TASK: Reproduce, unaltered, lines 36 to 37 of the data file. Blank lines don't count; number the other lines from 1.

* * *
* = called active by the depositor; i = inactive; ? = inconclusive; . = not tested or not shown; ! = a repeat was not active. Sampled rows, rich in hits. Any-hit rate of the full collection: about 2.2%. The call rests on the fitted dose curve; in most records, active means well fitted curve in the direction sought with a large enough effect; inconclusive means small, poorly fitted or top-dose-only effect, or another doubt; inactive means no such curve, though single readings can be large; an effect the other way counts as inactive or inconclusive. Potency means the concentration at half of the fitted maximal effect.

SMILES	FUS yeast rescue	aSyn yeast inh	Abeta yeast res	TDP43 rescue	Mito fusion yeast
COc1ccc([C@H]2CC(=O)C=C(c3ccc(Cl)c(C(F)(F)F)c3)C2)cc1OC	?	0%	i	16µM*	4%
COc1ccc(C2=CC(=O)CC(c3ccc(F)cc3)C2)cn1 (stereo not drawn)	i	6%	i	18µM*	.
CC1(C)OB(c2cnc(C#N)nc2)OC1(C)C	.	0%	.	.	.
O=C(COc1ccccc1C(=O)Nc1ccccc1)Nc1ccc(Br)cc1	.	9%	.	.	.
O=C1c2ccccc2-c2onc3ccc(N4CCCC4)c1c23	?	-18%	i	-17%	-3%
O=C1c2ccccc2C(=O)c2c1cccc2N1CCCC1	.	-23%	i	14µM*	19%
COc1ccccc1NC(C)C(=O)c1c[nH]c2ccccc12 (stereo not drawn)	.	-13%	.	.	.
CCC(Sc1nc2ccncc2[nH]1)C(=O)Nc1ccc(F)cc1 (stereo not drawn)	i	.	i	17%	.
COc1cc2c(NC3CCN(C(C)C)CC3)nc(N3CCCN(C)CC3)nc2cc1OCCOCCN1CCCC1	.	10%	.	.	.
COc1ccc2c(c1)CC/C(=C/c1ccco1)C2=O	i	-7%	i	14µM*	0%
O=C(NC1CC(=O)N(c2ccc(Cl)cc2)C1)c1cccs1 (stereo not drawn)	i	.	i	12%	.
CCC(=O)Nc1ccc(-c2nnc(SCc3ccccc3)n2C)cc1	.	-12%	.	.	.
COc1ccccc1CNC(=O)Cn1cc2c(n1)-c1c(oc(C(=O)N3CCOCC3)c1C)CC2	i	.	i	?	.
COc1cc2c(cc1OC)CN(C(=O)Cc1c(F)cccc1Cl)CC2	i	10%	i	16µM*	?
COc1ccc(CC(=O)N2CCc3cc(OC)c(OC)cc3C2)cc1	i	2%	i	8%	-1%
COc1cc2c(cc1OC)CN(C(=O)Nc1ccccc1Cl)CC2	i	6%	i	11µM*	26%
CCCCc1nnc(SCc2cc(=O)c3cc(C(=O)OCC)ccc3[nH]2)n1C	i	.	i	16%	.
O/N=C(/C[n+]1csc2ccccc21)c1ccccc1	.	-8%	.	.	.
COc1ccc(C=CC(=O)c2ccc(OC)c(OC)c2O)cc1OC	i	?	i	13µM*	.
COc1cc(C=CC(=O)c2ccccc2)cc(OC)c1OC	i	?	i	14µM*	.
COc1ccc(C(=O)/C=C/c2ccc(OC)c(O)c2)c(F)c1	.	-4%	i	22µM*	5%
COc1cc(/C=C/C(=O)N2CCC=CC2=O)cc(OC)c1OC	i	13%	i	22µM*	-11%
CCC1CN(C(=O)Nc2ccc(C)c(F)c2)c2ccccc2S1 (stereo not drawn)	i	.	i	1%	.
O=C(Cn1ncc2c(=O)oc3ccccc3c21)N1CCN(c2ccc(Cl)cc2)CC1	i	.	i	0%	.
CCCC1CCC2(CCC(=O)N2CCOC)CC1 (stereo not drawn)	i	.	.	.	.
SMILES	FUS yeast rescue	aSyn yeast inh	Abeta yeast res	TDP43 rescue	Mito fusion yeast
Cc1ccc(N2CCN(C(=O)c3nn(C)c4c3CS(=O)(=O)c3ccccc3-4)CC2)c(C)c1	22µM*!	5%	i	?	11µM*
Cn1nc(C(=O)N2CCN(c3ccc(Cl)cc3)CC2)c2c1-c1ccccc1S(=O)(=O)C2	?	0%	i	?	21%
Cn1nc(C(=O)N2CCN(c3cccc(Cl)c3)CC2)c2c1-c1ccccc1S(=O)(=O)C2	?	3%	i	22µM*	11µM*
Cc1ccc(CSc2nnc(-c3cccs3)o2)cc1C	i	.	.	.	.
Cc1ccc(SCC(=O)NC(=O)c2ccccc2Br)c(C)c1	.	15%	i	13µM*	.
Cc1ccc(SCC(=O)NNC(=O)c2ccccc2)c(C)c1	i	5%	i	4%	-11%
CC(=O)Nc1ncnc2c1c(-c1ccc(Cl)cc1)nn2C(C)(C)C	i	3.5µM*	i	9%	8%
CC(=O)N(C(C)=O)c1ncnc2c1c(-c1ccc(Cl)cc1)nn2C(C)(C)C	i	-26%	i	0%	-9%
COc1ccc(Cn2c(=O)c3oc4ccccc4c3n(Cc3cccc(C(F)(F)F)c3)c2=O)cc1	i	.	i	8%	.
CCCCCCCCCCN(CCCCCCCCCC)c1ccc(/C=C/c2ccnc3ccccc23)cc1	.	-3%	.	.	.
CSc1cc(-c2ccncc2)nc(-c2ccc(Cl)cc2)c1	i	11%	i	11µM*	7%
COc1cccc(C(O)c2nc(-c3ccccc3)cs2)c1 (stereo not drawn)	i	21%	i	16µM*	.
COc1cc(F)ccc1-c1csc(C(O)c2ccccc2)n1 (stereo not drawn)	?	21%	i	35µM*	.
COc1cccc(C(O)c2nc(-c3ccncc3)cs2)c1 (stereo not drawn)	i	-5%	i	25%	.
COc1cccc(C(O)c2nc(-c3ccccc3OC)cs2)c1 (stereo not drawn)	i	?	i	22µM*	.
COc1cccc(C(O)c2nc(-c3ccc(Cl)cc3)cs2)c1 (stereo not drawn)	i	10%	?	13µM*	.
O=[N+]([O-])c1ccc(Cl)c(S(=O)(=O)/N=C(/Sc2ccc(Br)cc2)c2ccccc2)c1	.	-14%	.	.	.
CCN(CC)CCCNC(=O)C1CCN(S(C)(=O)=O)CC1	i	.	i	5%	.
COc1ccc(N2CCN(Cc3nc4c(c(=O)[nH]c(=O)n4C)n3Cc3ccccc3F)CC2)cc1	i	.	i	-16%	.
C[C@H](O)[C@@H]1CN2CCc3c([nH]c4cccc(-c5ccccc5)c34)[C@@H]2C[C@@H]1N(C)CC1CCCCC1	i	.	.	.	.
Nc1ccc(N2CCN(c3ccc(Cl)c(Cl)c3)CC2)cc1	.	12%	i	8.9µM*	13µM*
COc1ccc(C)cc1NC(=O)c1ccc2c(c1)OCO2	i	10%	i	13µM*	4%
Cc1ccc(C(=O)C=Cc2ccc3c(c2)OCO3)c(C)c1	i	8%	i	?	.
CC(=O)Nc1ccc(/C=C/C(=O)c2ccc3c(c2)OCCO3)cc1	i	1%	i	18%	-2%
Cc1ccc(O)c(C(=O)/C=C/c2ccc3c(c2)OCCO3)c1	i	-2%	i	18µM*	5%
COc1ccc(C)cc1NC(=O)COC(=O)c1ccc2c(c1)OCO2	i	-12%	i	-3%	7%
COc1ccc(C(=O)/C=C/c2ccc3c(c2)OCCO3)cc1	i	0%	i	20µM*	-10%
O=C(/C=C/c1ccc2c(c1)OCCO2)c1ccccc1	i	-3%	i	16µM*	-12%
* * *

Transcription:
CC(=O)N(C(C)=O)c1ncnc2c1c(-c1ccc(Cl)cc1)nn2C(C)(C)C	i	-26%	i	0%	-9%
COc1ccc(Cn2c(=O)c3oc4ccccc4c3n(Cc3cccc(C(F)(F)F)c3)c2=O)cc1	i	.	i	8%	.